Sending work off the island no surprise
Letter to the editor from Weldon Bona
Cape Breton Post
Monday, May 24, 2004
The use of Halifax companies for
the design and printing of
brochures and postcards to promote
the tar ponds cleanup is nothing
Recently, my company, Absolute
Design, was asked by Environment
Canada to produce brochures to promote
the cleanup to politicians and
others. After we started the initial
design, Environment Canada contracted
a Halifax company to do the work.
As for the recent postcards that
clogged our mailboxes, there was no
tendering process inviting Cape
Breton design companies to quote.
The printing requirement --
overnight turnover -- made it
impossible for local printers to do
Local printers were unable to
meet an unreasonable, last-minute
deadline, and so lost the job to Halifax.
In my 20 years of business, I have
seen this happen many times.
Recently, the Cape Breton Growth
Fund, established with a mandate to
invest in the Cape Breton economy,
hired a Halifax company to advertise
Cape Breton business success
stories and to design its annual
report. These documents are printed off-island too.
I could give many more examples.
So why aren't Cape Bretoners
getting this work? Icon Communications,
Vibe Marketing, Art Plus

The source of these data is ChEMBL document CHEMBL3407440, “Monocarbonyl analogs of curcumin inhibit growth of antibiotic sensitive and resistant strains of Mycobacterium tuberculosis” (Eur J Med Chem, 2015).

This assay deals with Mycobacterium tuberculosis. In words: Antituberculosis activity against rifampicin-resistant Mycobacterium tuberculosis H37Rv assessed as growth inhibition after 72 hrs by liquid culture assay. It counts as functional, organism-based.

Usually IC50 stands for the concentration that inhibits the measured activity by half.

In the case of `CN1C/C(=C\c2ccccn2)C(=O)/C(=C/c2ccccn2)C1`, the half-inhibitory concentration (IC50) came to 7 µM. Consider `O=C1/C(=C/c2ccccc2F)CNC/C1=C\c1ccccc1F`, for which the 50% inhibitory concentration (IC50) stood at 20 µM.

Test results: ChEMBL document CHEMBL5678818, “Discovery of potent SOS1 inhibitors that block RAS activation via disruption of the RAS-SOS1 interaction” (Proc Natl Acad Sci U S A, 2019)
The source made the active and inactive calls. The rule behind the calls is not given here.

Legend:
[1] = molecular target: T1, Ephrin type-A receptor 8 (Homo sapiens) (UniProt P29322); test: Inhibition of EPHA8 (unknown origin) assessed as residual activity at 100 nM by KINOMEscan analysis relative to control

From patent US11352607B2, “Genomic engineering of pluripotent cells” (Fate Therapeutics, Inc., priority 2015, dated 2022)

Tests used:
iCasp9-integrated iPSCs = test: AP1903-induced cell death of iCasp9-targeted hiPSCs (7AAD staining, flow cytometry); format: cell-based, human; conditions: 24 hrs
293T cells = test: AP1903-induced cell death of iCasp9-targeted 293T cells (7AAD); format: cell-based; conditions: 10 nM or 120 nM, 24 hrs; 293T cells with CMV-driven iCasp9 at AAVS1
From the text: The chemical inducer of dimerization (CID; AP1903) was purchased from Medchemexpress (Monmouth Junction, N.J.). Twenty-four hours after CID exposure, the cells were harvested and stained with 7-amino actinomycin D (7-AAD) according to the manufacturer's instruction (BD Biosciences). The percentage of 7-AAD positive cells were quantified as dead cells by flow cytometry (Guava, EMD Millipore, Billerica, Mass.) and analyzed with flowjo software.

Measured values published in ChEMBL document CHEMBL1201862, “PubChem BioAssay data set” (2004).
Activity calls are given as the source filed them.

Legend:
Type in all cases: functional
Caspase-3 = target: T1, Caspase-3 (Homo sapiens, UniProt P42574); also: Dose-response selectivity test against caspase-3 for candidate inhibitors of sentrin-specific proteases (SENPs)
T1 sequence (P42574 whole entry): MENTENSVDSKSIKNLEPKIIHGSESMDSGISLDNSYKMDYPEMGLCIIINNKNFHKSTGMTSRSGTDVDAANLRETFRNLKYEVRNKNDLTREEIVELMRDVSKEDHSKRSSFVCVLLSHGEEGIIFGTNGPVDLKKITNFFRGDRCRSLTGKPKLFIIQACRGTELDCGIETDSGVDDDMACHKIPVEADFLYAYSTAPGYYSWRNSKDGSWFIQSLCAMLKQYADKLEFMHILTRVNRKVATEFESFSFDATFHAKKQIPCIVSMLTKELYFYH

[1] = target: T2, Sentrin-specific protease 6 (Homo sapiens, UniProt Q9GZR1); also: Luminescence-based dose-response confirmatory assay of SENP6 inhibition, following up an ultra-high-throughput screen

Communications, City Printers and
Absolute Design are all well known
for their creativity, professionalism
and ability to get a job done on time
and in budget. These Cape Breton
companies have won many awards
for their work, have contributed to
the success of hundreds of clients,
and can produce anything equal to
that produced in Halifax.
No one is successful in winning
every tendered project. We are not
expecting special treatment. We
have all made a commitment to live
and work in Cape Breton and to
contribute to our communities.
To see work that could and should
be produced locally going off-island
is disheartening. It has come
to the point that many companies,
after seeing contracts go off-island
again and again, refuse to bid,
knowing full well that it is an
exercise in futility.
The public servants making
spending decisions on projects
intended to serve business and
individuals in Cape Breton should be
held accountable by their boards of
directors and their responsible ministers.